Design of Portable Rumble Strips, Phase 2

Project Details










Principal Investigator
Eric Meyer

About the research

In 2003, the states involved in the Midwest Smart Work Zone Deployment Initiative identified portable rumble strips (i.e., rumble strips that require no adhesive or fasteners, making them applicable for very short term work zones) as a high priority and solicited vendors for products to be evaluated by the study. Recognizing that no existing product strictly met the requirements cited in the solicitation, this research was proposed to develop a design for such a device based on aerodynamic and static exploration. The work began with wind tunnel and computational fluid dynamics (CDF) analyses to identify and estimate the critical forces acting on the roadway in the wake of a tractor-trailer. Vehicle simulation packages were used to examine the horizontal (i.e., sliding) force applied to the device by vehicle tires. Prototypes were developed and tested using a sound meter to monitor the sound levels inside the vehicle and both accelerometers mounted to a prototype strip and a high-speed video camera to monitor the interaction between the tires and the strips and to record the strip’s response to the impact during traversal.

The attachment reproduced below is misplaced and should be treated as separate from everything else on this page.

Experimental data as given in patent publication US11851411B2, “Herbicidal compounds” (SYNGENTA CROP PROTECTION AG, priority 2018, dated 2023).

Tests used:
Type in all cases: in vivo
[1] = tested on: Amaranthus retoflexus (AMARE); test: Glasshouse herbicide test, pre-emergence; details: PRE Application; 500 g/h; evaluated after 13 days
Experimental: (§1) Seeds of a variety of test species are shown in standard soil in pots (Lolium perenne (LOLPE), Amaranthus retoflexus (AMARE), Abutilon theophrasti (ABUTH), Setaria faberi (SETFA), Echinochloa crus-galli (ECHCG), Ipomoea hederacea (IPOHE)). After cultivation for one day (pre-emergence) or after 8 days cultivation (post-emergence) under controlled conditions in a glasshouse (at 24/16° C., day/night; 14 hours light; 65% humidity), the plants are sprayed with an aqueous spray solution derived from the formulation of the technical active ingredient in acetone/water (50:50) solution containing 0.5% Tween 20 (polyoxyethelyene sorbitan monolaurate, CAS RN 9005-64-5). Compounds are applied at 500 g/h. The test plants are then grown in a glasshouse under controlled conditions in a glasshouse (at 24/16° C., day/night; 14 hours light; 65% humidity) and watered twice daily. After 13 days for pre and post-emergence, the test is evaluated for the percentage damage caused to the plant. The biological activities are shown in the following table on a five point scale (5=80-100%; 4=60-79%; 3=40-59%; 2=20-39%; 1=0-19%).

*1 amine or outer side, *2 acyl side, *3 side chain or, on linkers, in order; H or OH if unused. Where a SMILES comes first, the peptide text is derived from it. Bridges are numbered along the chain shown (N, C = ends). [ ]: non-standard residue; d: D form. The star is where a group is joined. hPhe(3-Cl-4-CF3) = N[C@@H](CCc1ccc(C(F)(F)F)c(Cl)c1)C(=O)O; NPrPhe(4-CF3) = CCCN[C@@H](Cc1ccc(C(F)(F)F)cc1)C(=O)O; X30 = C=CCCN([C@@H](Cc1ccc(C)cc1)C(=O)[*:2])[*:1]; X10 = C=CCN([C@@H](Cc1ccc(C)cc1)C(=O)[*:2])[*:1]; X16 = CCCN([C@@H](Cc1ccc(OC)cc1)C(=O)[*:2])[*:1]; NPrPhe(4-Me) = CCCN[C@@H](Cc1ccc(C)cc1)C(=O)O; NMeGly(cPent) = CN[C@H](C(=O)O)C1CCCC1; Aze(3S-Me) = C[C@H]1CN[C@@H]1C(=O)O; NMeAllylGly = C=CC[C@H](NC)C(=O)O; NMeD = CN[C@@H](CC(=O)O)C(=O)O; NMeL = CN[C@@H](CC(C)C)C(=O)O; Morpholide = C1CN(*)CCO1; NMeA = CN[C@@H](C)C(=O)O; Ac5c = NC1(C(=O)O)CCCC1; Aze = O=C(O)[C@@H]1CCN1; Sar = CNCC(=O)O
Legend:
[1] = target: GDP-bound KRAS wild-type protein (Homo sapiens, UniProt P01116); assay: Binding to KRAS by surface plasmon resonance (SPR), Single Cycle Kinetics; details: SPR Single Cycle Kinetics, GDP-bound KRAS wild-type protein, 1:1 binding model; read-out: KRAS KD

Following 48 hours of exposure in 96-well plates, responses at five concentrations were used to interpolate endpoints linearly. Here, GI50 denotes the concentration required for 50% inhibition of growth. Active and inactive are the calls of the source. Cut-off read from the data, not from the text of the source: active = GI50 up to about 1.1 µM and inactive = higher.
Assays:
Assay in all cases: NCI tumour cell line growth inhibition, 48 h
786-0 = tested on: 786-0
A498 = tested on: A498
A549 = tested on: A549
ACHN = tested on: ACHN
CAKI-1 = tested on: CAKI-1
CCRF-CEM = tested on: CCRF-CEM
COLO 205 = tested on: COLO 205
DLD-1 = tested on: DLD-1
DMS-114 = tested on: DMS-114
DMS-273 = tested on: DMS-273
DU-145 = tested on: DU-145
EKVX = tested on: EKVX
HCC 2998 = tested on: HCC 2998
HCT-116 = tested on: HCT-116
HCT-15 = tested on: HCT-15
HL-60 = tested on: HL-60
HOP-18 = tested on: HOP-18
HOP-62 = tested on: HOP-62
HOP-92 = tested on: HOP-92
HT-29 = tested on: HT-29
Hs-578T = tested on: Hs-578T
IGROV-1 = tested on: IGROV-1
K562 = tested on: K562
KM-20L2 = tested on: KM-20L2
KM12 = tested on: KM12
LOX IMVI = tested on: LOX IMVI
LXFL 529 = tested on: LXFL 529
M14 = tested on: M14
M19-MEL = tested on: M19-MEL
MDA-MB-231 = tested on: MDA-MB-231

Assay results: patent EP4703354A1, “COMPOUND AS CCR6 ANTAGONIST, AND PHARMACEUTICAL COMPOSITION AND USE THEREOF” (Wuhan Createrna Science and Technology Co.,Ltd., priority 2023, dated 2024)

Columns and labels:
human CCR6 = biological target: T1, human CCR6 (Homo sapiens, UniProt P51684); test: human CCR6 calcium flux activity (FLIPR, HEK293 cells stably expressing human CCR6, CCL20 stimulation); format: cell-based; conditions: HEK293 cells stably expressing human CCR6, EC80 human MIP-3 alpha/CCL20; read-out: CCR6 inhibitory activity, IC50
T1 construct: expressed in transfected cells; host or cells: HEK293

Based on the analyses conducted in this work, a strip can be constructed that will resist the lifting forces in a truck wake, will not slide down the pavement, and will resist tipping even during heavy braking. Some bounce is inevitable. A segmented design was adopted to help minimize the effects of bounce, and a prototype was fabricated and tested to examine the performance.

In order for the strip to resist the lifting forces and the tipping forces, it must be fabricated from solid steel (or something with an equal or greater specific gravity), and needs to be at least 1 ft high in order to avoid requiring excessive widths. A 1.25 in. height is recommended, yielding a recommended breadth of 4 to 6 in. A 4 in. breadth prototype and a 6 in. breadth prototype were fabricated and tested with a loaded tractor trailer at 60 mph. Significant bounce was observed, but only in those elements struck by the tires. The adjacent elements did not move, resulting in no net translation of the strip as a whole. No tipping, sliding, or lifting due to negative pressures in the truck wake were observed.

Based on these results, the design developed in this study is a feasible solution for the need for portable rumble strips.